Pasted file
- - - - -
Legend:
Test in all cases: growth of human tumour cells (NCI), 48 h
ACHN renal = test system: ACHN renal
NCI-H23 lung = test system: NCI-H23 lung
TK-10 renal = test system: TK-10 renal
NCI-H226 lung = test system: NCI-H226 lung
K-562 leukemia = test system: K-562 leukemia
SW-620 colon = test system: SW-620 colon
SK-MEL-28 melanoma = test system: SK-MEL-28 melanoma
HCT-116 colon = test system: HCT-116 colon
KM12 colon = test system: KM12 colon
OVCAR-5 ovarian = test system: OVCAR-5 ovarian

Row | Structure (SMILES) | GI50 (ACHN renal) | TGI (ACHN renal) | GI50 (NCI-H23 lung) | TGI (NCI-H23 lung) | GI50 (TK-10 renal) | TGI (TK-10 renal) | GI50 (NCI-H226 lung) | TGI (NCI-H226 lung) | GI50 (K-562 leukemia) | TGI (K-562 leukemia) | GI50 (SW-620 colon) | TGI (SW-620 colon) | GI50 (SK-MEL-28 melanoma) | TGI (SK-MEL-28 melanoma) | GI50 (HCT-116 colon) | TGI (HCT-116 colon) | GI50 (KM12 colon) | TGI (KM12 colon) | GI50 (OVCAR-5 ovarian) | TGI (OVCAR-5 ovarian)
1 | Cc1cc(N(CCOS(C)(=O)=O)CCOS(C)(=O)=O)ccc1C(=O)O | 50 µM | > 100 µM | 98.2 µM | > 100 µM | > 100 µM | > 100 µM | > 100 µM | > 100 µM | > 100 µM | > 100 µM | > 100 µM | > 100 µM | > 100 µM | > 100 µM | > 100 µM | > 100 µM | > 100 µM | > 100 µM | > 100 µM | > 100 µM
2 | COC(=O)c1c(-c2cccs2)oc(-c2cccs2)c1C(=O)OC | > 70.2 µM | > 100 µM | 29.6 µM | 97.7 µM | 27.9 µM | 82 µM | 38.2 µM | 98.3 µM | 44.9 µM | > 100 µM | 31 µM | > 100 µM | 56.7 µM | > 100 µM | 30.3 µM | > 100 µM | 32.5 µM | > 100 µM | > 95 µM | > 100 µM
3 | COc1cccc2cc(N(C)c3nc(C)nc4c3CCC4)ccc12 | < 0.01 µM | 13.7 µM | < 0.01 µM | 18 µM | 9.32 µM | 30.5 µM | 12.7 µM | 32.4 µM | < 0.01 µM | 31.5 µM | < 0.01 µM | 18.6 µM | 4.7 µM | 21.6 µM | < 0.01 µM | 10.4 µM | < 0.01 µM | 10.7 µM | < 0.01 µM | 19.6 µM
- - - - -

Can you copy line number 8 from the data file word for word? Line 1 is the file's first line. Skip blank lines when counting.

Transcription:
SW-620 colon = test system: SW-620 colon